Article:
Remarks by SPC DDG Dr Paula Vivili at the Opening of the Seventh Regional Meeting of Pacific Heads of Agriculture and Forestry Services

Suva

Your Excellency, President of Fiji, our hosts, the Government of Fiji, the FAO Subregional Coordinator for the Pacific Islands, Heads of Agriculture and Forestry, esteemed colleagues, partners, and friends. 

It is my great pleasure to welcome you to the Seventh Annual Pacific Heads of Agriculture and Forestry Meeting. It is great to see, and hear, all of you and I am looking forward to our progress as a collective over the next three days. 

First, however, I would like to acknowledge the people and communities of Fiji, where SPC’s Land Resources Division is headquartered, and other Pacific countries that continue to confront great challenges due to the global COVID-19 Pandemic.   

The reach of COVID’s impact has been far and wide and we are sad to report the passing of former director of our Land Resources Division - Inoke Ratukalou. Many of you will have worked with him having joined SPC in 2006, becoming director in 2013 before retiring in 2017. Our thoughts and prayers are with his family during this difficult time. 

Colleagues and partners in Fiji and at LRD have also suffered illness and loss, and we send our hearts, solidarity and strength to them as they greet each day. 

There is no doubt that COVID-19 has forever altered our region over the past year and a half, and that our “new normal” in agriculture and forestry is still emerging. However, I also have no doubt that government ministries, FAO, and our other partners have held steady and are looking forward to building a better, more resilient future for our farmers, foresters, producers and traders.  

Pacific agriculture and forestry has persevered. And beyond this perseverance, COVID 19 has highlighted the critical role of these sectors in ensuring our communities are resilient to disruptions and disasters. As we come together this week, we have the opportunity to take a step beyond a “new normal” to jump start innovative ideas and initiatives in our fields, forests and markets and further strengthen the important role agriculture and forestry play.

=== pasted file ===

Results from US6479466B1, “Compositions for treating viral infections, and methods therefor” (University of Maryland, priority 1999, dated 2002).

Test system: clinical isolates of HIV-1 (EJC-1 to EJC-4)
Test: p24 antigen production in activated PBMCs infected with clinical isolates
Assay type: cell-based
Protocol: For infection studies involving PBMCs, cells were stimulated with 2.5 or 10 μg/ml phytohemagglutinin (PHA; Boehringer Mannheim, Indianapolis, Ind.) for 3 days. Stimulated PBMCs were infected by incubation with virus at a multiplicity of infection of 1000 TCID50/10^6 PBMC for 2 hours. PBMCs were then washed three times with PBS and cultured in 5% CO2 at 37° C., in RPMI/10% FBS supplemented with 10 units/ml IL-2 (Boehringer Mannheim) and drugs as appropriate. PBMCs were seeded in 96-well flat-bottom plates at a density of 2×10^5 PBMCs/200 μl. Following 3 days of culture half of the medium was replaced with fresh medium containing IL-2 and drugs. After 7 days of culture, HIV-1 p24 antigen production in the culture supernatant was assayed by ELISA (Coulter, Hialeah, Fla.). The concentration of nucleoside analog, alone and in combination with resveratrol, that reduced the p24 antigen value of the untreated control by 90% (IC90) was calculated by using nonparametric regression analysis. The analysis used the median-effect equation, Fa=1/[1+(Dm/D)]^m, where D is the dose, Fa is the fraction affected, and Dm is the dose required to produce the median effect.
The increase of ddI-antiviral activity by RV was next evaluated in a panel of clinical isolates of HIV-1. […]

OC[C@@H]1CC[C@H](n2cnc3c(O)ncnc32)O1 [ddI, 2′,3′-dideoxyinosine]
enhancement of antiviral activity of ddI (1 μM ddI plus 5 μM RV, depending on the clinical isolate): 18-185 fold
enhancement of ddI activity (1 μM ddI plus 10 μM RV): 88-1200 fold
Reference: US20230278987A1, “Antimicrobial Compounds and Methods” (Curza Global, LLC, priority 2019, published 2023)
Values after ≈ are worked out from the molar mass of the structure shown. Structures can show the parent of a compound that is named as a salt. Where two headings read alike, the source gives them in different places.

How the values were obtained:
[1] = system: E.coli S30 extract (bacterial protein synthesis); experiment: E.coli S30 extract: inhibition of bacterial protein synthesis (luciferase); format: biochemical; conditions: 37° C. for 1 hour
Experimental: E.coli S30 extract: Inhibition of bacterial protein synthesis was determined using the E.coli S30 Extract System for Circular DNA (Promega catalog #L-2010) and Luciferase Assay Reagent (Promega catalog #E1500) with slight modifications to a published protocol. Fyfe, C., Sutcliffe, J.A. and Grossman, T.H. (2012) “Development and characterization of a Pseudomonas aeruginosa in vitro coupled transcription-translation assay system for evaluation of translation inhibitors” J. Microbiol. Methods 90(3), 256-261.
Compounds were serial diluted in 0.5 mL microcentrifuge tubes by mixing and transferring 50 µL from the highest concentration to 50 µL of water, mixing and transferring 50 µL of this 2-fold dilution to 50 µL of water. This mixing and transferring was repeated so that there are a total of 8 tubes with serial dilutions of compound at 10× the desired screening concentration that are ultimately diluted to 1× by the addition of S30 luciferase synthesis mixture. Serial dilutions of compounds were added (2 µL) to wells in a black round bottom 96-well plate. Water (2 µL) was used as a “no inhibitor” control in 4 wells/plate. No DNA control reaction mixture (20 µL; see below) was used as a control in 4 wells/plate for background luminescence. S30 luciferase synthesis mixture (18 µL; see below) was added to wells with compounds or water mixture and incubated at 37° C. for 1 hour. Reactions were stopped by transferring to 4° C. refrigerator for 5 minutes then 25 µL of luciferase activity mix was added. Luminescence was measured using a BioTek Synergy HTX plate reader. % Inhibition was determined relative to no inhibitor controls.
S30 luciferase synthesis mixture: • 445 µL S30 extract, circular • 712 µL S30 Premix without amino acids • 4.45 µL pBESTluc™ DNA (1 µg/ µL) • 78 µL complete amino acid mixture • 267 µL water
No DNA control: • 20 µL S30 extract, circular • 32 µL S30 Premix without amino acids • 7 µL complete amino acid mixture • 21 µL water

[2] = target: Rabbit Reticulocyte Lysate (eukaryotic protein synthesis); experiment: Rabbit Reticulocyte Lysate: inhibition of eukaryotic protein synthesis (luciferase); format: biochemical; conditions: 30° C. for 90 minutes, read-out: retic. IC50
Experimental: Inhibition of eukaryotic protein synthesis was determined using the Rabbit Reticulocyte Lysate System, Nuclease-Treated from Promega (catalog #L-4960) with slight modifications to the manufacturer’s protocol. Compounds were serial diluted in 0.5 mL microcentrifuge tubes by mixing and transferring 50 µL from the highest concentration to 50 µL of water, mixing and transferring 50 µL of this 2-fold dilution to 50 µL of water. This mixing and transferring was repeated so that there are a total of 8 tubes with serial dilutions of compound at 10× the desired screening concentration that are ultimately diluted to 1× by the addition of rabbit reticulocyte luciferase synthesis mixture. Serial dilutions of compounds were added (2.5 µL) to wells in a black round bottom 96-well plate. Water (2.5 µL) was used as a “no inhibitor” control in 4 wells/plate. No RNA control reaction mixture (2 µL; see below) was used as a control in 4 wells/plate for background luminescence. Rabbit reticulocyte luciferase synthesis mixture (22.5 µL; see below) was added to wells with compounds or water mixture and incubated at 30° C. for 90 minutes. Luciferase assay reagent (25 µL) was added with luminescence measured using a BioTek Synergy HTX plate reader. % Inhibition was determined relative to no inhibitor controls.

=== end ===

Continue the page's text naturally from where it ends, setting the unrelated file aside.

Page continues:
This innovation will not only rely on your highest endeavors, but also bringing our young people on board and ensuring they follow in our positive footsteps.  The Pacific is a growing region with youth that have an increasing number of distractions.  But these youth are our future, and we should continue to work to include them, instilling values that lead to the stewardship of our land, rivers and seas.   

And though these youth will also gravitate towards technology – which provides a valuable framework for our agriculture and forestry practices – we must also not forget the foundation: our past practices.  Our culture and traditions that have fed, housed and provided solace to our communities for generations. 

The Pacific is rooted in tradition, yet also open to technological advance.  This unique juxtaposition of old and wise and new and open has helped our region as generational challenges such as climate change have come to our shores and opened our doors. We all know we are on the frontlines of climate change, and unforeseen adversities such as the current pandemic have heightened the urgency of change. Of innovation. 

SPC and LRD are focusing on innovation as the lead organization and division for Pacific dialogues in the lead-up to the first ever UN Food Systems Summit, to be held in New York in September. Our agriculture and forestry traditions, initiatives and innovations are examples not only for the region, but the world.  The Pacific should have a prominent seat at the table in New York. With this meeting we can reiterate our unique and valuable standing in agriculture and forestry to an audience beyond our green fields, forests and blue seas. 

I know that LRD will be your partner in these “build back better” endeavours at every step, and we look forward to this week’s reporting on major programmes and regional public goods over which SPC has custodianship, such as CePaCT – The Centre for Pacific Crops and Trees – the Pacific Data Hub, and networks we host such as the Pacific Plant Protection Organization, and others. We also look forward to hearing about new projects and products, such as the fresh off the press LRD annual reports from 2019 and 2020 that not only provide an overview of their work, but look ahead to the following year.  

This reporting on progress since the last HOAFs will precede valuable discussions on regional architecture for agriculture and forestry, a proposed Pacific agriculture and forestry strategy and a regional research agenda, in addition to country updates that we are all looking forward to.   

And I am really looking forward to day three, when we will close our discussions by looking ahead, tackling the greatest challenges our region faces as I have mentioned: food systems for health and nutrition and building climate resilience in agriculture and forestry. 

In the Pacific, our traditions and culture honour our history while providing that spark for us to progress.  I trust we will continue on this path at this gathering in the face of our current unprecedented challenges. We are here to help secure a resilient future for our communities, and as we keep in mind our colleagues, families and friends that continue to endure the grievous COVID-19 storm, we can step forward with purpose and confidence. 

I wish you all a productive and enterprising gathering, and let’s set the tone for thriving agriculture and forestry practice for the next two years and beyond.   

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